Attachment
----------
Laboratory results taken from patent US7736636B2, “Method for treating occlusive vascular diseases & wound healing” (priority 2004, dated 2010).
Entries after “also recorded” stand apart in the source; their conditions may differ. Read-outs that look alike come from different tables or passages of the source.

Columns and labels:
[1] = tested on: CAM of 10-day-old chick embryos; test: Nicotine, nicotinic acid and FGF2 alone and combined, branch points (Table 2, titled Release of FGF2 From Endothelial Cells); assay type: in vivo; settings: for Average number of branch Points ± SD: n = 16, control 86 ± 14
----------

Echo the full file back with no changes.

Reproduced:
Laboratory results taken from patent US7736636B2, “Method for treating occlusive vascular diseases & wound healing” (priority 2004, dated 2010).
Entries after “also recorded” stand apart in the source; their conditions may differ. Read-outs that look alike come from different tables or passages of the source.

Columns and labels:
[1] = tested on: CAM of 10-day-old chick embryos; test: Nicotine, nicotinic acid and FGF2 alone and combined, branch points (Table 2, titled Release of FGF2 From Endothelial Cells); assay type: in vivo; settings: for Average number of branch Points ± SD: n = 16, control 86 ± 14